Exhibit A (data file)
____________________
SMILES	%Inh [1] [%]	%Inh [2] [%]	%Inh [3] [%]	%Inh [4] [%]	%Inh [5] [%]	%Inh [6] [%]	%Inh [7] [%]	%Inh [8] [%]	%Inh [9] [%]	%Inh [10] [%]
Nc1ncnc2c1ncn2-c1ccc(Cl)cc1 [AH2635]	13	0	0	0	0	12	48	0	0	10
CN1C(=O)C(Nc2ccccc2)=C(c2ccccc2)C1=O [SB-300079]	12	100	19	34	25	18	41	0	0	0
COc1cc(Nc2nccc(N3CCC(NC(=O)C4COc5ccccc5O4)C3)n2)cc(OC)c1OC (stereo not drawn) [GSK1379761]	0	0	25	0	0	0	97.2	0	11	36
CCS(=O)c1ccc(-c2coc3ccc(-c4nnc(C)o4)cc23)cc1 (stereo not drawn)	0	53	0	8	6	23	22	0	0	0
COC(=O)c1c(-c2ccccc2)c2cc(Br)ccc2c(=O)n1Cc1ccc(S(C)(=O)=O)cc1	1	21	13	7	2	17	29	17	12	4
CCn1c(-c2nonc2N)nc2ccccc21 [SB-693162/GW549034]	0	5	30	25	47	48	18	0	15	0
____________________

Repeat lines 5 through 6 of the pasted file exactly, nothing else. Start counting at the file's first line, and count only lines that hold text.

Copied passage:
CCS(=O)c1ccc(-c2coc3ccc(-c4nnc(C)o4)cc23)cc1 (stereo not drawn)	0	53	0	8	6	23	22	0	0	0
COC(=O)c1c(-c2ccccc2)c2cc(Br)ccc2c(=O)n1Cc1ccc(S(C)(=O)=O)cc1	1	21	13	7	2	17	29	17	12	4